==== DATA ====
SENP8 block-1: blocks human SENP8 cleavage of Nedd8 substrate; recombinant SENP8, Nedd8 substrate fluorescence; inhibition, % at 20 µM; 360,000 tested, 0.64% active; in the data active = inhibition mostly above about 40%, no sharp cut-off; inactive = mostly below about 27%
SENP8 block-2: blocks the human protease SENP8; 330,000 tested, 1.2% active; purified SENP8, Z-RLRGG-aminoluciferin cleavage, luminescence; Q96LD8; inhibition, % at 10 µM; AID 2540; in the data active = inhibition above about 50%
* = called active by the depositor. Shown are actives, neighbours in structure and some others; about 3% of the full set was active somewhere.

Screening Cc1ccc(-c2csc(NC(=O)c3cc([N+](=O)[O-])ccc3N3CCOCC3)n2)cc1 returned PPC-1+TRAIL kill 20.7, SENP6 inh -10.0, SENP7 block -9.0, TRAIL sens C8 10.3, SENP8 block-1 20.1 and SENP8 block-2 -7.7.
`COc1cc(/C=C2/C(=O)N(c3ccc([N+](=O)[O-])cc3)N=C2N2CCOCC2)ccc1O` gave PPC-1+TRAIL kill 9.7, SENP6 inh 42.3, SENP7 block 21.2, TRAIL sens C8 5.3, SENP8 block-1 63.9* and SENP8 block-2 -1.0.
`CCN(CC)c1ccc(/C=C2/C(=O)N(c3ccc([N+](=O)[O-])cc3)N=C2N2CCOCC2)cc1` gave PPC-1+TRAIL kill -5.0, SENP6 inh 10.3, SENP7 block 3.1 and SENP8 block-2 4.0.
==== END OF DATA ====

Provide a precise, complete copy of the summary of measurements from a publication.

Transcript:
SENP8 block-1: blocks human SENP8 cleavage of Nedd8 substrate; recombinant SENP8, Nedd8 substrate fluorescence; inhibition, % at 20 µM; 360,000 tested, 0.64% active; in the data active = inhibition mostly above about 40%, no sharp cut-off; inactive = mostly below about 27%
SENP8 block-2: blocks the human protease SENP8; 330,000 tested, 1.2% active; purified SENP8, Z-RLRGG-aminoluciferin cleavage, luminescence; Q96LD8; inhibition, % at 10 µM; AID 2540; in the data active = inhibition above about 50%
* = called active by the depositor. Shown are actives, neighbours in structure and some others; about 3% of the full set was active somewhere.

Screening Cc1ccc(-c2csc(NC(=O)c3cc([N+](=O)[O-])ccc3N3CCOCC3)n2)cc1 returned PPC-1+TRAIL kill 20.7, SENP6 inh -10.0, SENP7 block -9.0, TRAIL sens C8 10.3, SENP8 block-1 20.1 and SENP8 block-2 -7.7.
`COc1cc(/C=C2/C(=O)N(c3ccc([N+](=O)[O-])cc3)N=C2N2CCOCC2)ccc1O` gave PPC-1+TRAIL kill 9.7, SENP6 inh 42.3, SENP7 block 21.2, TRAIL sens C8 5.3, SENP8 block-1 63.9* and SENP8 block-2 -1.0.
`CCN(CC)c1ccc(/C=C2/C(=O)N(c3ccc([N+](=O)[O-])cc3)N=C2N2CCOCC2)cc1` gave PPC-1+TRAIL kill -5.0, SENP6 inh 10.3, SENP7 block 3.1 and SENP8 block-2 4.0.